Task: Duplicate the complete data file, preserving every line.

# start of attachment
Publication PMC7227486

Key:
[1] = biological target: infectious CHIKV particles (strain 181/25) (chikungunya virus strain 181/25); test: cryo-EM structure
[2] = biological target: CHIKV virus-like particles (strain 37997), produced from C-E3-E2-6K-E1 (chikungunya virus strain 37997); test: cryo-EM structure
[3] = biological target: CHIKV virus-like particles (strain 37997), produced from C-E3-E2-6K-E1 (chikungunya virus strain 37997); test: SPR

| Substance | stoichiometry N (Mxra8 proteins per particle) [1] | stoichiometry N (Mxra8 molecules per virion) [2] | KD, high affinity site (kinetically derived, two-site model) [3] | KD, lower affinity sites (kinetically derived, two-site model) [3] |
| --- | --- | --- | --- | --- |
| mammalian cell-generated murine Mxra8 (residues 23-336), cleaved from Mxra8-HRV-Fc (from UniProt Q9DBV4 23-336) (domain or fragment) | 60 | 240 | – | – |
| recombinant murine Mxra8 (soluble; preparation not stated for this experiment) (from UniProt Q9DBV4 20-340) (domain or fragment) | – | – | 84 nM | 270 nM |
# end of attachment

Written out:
Publication PMC7227486

Key:
[1] = biological target: infectious CHIKV particles (strain 181/25) (chikungunya virus strain 181/25); test: cryo-EM structure
[2] = biological target: CHIKV virus-like particles (strain 37997), produced from C-E3-E2-6K-E1 (chikungunya virus strain 37997); test: cryo-EM structure
[3] = biological target: CHIKV virus-like particles (strain 37997), produced from C-E3-E2-6K-E1 (chikungunya virus strain 37997); test: SPR

| Substance | stoichiometry N (Mxra8 proteins per particle) [1] | stoichiometry N (Mxra8 molecules per virion) [2] | KD, high affinity site (kinetically derived, two-site model) [3] | KD, lower affinity sites (kinetically derived, two-site model) [3] |
| --- | --- | --- | --- | --- |
| mammalian cell-generated murine Mxra8 (residues 23-336), cleaved from Mxra8-HRV-Fc (from UniProt Q9DBV4 23-336) (domain or fragment) | 60 | 240 | – | – |
| recombinant murine Mxra8 (soluble; preparation not stated for this experiment) (from UniProt Q9DBV4 20-340) (domain or fragment) | – | – | 84 nM | 270 nM |